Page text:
All my life I’ve been fascinated by lyrics. And you know I wrote 18 lyrics for my new musical, The Best Medicine, right? It’s a wonderful comedy with incredible music by Jerry Williams, and we’re hoping to launch it soon.
I like clever lyrics that surprise you, that show some effort by the songwriter to get it right. I’m always disappointed when someone lands a hit song with ridiculously lazy lyrics. And we’ve all heard them. You can search “worst lyrics” on your computer and find dozens of examples. Here are few eye-rollers:
Madonna: I don't like cities, but I like New York. Other places make me feel like a dork.
Pink Floyd: I know a mouse and he hasn’t got a house.
Neal Diamond: I am, I said to no one there, and no one heard at all, not even the chair.
The Killers: I'm down on my knees, searching for the answer… Are we human or are we dancer?
Feeder: Get a house in Devon, drink cider from a lemon.
Bob Dylan: Give me some milk - or else go home.
On the other hand, a lot of lyrics get mangled by the listeners. Is this the fault of poor enunciation on the part of the singers, bad reception on your car radio, or our tendency to hear what we want to hear?
Elton John’s “Tiny Dancer” was heard as “Tony Danza” by many.
Maybe we’re just in the mood for humor. Lots of folks heard “The sheep don’t like it, rockin’ the cat box” when The Clash actually sang, “Shareef don’t like it, rock the Casbah.”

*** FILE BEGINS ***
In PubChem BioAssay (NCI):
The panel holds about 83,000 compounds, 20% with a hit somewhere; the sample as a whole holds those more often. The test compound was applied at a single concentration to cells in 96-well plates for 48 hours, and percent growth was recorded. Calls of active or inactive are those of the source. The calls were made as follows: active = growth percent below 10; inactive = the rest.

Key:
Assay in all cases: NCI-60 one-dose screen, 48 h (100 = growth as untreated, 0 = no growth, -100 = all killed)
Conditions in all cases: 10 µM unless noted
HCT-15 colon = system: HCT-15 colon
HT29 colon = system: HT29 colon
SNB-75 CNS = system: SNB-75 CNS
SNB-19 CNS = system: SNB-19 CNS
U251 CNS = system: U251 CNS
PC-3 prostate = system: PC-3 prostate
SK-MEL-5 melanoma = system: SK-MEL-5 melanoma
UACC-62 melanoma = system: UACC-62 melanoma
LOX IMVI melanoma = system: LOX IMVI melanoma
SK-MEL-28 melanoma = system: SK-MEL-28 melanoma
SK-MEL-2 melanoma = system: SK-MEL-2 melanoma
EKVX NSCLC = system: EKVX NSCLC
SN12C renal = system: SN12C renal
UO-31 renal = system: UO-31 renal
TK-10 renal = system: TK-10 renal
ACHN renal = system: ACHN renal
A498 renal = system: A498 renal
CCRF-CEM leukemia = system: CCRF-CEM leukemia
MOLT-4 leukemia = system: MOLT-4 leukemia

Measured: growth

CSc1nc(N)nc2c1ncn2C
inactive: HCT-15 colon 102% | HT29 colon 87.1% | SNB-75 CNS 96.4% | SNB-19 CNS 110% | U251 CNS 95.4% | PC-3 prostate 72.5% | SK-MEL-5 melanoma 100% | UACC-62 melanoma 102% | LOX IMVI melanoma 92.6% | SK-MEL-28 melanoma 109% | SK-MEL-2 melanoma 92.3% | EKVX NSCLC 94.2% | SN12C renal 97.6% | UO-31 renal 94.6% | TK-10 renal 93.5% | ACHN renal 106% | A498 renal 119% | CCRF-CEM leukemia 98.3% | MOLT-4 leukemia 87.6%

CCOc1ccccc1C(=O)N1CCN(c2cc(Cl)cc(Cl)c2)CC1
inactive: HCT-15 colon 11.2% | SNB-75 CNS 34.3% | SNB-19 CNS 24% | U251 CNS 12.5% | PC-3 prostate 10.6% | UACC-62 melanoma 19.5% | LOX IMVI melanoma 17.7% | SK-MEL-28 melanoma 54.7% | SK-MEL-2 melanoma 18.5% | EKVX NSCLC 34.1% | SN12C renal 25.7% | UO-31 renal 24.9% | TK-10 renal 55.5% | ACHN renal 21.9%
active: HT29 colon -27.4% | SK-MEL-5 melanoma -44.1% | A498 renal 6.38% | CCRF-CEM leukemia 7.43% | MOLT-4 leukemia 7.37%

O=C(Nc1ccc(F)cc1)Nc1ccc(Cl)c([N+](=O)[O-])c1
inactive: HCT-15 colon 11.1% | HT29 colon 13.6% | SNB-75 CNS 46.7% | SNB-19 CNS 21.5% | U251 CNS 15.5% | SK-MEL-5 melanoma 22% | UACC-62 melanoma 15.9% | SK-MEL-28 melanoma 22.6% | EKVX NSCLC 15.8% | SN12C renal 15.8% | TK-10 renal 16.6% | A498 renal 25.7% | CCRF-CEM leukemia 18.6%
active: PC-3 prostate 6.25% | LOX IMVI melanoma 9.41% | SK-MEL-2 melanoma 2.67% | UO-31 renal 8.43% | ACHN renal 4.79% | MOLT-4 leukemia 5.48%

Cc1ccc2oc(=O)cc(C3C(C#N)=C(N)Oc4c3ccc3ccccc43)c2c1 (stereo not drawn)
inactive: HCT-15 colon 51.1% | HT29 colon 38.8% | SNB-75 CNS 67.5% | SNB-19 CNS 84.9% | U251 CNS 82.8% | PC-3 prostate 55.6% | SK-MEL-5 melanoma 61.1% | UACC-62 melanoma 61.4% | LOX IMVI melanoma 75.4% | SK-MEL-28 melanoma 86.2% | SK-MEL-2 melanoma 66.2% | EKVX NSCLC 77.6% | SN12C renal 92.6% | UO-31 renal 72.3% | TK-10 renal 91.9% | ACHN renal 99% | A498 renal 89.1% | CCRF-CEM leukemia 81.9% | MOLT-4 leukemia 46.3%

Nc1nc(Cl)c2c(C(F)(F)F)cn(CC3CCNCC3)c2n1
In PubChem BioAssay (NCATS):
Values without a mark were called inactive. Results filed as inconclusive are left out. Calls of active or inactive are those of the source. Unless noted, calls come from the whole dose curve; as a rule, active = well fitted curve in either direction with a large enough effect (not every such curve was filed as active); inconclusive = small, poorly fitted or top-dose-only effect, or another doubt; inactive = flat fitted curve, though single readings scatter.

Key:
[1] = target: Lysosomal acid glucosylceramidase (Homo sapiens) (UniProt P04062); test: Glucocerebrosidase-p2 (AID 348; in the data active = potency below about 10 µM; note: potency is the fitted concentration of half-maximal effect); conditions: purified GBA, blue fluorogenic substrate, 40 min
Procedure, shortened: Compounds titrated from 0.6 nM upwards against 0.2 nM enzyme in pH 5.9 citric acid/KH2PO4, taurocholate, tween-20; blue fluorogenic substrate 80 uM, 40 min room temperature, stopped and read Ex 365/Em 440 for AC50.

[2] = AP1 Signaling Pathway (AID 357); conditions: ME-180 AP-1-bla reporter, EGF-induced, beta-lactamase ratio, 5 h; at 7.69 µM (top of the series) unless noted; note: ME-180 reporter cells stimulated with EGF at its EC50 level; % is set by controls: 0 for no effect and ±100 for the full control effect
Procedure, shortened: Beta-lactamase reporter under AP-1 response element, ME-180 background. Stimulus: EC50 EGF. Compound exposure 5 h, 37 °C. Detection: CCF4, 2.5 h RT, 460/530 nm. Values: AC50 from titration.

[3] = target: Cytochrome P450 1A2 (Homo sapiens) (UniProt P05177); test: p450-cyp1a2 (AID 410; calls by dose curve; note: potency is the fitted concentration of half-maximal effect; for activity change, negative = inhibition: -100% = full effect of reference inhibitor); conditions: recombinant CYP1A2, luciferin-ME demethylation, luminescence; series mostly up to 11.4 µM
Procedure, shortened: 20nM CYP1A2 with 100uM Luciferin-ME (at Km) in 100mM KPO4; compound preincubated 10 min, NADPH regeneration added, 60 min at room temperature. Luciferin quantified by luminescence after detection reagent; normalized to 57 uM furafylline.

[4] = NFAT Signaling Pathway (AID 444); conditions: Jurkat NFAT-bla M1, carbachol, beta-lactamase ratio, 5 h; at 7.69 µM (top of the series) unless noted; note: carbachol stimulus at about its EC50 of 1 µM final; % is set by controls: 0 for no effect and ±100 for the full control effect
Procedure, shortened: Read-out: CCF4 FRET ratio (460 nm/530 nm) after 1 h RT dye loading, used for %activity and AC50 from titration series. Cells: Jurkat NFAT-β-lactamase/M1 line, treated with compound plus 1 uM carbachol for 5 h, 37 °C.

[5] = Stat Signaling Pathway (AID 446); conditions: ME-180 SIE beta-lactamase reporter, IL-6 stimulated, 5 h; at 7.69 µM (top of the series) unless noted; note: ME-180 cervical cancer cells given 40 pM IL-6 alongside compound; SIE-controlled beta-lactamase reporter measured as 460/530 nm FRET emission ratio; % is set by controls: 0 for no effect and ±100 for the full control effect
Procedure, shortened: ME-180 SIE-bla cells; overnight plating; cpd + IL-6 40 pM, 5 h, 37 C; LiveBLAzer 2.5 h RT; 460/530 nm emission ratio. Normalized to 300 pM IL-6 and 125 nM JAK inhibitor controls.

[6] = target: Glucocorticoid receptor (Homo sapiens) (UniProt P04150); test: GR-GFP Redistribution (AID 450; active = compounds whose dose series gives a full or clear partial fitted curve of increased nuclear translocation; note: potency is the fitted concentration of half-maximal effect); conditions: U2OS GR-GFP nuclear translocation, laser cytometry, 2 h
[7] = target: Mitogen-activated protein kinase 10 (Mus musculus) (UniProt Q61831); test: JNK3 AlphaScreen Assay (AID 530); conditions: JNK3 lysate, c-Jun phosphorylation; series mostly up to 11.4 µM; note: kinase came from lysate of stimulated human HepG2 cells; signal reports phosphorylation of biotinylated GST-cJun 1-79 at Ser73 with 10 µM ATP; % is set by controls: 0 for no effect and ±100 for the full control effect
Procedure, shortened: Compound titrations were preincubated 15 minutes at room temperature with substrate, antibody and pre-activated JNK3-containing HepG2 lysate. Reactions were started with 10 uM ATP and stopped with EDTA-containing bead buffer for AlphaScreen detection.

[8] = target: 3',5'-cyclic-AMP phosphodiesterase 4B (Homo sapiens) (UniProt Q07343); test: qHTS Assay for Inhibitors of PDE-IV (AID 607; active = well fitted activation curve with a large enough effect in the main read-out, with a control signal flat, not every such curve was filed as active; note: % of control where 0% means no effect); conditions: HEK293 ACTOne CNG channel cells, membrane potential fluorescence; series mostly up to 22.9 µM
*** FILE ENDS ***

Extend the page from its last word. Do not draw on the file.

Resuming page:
And when Toto sang, “I bless the rains down in Africa,” some heard it as, “I left my brains down in Africa.”
TLC’s “Don’t go chasing waterfalls” became “Don’t go, Jason Waterfalls” to many, and Macy Gray’s “My world crumbles when you are not near” was heard as “I blow bubbles when you’re not here.”
Years ago Jimi Hendrix sang, “Excuse me while I kiss the sky,” and people would sing along with, “Excuse me while I kiss this guy.” Nirvana’s “Here we are now, entertain us” became “Here we are now, in containers.”
Apparently we will believe the craziest lyrics are actually real, because people thought Eddie Money’s “I’ve got two tickets to paradise” was “I’ve got two chickens to paralyze,”
and the Beatle’s “The girl with kaleidoscope eyes” was heard as “The girl with colitis goes by.”
Imagine people singing along with their car radios when Bob Dylan sang, “The answer my friends is blowing in the wind,” except the listeners were singing, “The ants are my friends, they’re blowing in the wind.”
But my favorite was discovered by one of our sons when he was about eight years old. Someone was singing Credence Clearwater Revival’s “There’s a bad moon on the rise,” and he said, “Hey! I always thought that said, ‘There a bathroom on the right.’”
And, actually, that’s probably better information to have.
Have you seen my newly revised website? Check it out, and take a minute to watch the music video at the top of the home page.